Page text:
The first time I ever rode in a limousine was the day of my husband’s funeral. I felt it was a fitting send-off for the most miserly, dried-up scrounge in the country.
Our daughter didn’t join me. I rang her the day he died and told her “Marie, your father has died.” “Good”, she said, and hung up. I did not press the matter.
But I do think she would have relished the plushness of the limo. It was so warm inside, and the seat was so cushiony! I stretched my legs out in front of me as far as I could reach without falling off the seat, and settled back into its softness. The town looked so different through the tinted windows, exotic or glamorous, almost.
Or maybe I was just seeing things in a different light. When Peter had died (a sudden brain hemorrhage had killed him instantly – he had been in the middle of totting up his receipts for that week. Removing the calculator from his hand after the rigor mortis had set in had been beyond me. I wondered if it was in the coffin with him.), when he died, I had been so concerned about how I would pay for the funeral. He had always emphasized how poor we were, and how we needed to watch the pennies. In our shared bank account, there was barely enough money to cover this month’s expenses. I had no idea how I would manage the following month.
But then my husband’s accountant called around to pay his respects. He also handed over some bank cards and account details that Peter had instructed to be given to me if he died suddenly. The accountant seemed very eager to retain me as a customer.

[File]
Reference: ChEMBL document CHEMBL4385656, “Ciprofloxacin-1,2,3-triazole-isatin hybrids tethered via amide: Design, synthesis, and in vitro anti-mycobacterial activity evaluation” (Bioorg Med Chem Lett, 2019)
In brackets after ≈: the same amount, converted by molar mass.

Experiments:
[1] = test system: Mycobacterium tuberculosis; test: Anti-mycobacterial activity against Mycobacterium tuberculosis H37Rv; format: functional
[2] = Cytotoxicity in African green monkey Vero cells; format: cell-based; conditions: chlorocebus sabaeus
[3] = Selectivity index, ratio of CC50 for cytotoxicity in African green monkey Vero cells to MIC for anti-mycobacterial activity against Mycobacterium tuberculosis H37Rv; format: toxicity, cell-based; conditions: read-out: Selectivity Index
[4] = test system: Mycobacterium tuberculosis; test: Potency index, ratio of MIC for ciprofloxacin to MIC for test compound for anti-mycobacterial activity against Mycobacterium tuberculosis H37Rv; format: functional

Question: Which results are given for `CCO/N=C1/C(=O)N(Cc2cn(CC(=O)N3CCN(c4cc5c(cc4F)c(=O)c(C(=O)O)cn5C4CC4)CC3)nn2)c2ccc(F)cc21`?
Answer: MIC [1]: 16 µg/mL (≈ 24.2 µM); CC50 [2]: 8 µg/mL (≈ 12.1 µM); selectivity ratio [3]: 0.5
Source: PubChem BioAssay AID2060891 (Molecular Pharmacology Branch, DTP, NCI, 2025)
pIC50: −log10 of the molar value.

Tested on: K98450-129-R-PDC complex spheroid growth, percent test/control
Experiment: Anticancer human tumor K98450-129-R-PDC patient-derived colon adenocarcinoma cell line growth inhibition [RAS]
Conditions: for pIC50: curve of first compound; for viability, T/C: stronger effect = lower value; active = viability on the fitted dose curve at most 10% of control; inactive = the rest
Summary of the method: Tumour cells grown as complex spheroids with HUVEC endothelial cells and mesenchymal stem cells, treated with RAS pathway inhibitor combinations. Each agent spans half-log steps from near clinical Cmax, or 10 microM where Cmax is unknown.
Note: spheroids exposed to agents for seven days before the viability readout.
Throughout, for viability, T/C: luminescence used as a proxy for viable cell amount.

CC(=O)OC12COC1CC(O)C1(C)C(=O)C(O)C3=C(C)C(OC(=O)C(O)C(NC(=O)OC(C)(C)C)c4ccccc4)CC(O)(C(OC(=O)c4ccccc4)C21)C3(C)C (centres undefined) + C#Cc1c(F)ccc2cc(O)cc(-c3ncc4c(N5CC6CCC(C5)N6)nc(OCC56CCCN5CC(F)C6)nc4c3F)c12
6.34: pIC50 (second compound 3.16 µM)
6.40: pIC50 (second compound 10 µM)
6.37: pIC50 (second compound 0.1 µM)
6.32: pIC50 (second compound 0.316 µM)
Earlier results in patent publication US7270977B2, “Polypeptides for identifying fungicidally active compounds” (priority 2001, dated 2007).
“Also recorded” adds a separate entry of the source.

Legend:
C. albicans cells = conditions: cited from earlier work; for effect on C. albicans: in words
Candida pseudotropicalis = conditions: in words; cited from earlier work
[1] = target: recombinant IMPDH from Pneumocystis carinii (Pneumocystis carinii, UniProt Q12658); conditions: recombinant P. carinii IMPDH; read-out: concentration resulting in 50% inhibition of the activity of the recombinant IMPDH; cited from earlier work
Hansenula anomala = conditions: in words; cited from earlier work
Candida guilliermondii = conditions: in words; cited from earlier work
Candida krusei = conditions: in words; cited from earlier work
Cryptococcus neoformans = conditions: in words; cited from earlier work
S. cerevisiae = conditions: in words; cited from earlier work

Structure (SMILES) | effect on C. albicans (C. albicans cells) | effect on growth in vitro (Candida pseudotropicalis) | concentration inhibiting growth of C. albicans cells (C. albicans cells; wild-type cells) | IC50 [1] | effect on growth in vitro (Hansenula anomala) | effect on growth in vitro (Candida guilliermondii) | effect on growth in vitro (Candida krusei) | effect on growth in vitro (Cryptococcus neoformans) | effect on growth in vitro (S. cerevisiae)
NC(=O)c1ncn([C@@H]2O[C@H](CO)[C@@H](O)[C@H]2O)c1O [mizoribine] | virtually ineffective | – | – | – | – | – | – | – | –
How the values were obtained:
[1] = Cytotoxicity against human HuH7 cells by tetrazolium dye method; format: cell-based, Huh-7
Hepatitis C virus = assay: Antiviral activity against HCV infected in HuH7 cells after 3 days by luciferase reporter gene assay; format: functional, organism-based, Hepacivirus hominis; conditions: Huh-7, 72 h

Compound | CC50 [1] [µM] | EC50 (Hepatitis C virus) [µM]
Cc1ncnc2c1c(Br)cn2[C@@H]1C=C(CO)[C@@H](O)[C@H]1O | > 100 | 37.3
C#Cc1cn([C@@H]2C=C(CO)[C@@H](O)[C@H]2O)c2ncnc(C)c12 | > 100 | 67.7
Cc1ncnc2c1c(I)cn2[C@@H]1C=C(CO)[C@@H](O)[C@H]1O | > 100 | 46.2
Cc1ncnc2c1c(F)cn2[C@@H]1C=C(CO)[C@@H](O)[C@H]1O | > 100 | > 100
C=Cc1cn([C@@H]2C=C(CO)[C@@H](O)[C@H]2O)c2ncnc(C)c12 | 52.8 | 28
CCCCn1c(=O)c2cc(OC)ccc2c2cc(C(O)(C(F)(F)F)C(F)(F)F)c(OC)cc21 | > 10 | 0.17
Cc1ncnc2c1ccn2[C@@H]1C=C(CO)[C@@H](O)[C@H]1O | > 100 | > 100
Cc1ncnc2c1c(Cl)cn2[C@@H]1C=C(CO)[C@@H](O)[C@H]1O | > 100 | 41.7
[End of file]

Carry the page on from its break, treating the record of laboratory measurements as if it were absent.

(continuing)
I only realized why after I logged onto the online bank account. The size of the balance had shocked me – I had never seen figures that big outside a news report. I thought of the decades of scrimping and saving I had done – buying discounted vegetables, avoiding meat, never eating outside the house, digging through bargain bins to replace threadworn clothes. And worse, how Marie had cried herself to sleep the night she should have been at her prom, how she had put herself through university after her father had refused to give her any help.
That was when I picked up the phone to book the limousine. It was also booked for two weeks’ time for the reading of the will. I was going to go and pick up Marie, and we were going to the solicitor’s office to find out how many millions ‘poor’ Peter had managed to squirrel away during his wasted life. Then we would dedicate our lives to spending this money, and dying poor, happy and sated.
Life looks good through tinted windows.